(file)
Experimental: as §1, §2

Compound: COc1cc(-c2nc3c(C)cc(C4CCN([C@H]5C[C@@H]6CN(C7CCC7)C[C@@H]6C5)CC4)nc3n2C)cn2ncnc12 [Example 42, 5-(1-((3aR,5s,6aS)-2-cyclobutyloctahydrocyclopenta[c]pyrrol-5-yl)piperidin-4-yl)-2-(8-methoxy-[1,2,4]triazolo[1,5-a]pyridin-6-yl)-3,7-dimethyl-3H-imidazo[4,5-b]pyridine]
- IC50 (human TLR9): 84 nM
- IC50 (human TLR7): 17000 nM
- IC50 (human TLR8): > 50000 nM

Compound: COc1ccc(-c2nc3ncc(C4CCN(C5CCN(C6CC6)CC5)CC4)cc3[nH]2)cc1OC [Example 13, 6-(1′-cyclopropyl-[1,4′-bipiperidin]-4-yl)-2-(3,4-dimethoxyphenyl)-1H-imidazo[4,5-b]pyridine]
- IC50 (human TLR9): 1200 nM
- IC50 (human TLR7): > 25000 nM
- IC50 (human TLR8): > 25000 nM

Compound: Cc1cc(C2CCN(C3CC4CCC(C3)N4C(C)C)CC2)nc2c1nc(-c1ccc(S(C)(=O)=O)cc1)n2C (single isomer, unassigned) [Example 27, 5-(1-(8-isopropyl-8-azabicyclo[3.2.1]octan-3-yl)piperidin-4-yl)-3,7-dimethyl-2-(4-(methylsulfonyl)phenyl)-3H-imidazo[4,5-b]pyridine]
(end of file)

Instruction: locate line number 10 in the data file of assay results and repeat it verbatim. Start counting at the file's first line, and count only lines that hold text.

Compound: Cc1cc(C2CCN(C3CC4CCC(C3)N4C(C)C)CC2)nc2c1nc(-c1ccc(S(C)(=O)=O)cc1)n2C (single isomer, unassigned) [Example 27, 5-(1-(8-isopropyl-8-azabicyclo[3.2.1]octan-3-yl)piperidin-4-yl)-3,7-dimethyl-2-(4-(methylsulfonyl)phenyl)-3H-imidazo[4,5-b]pyridine]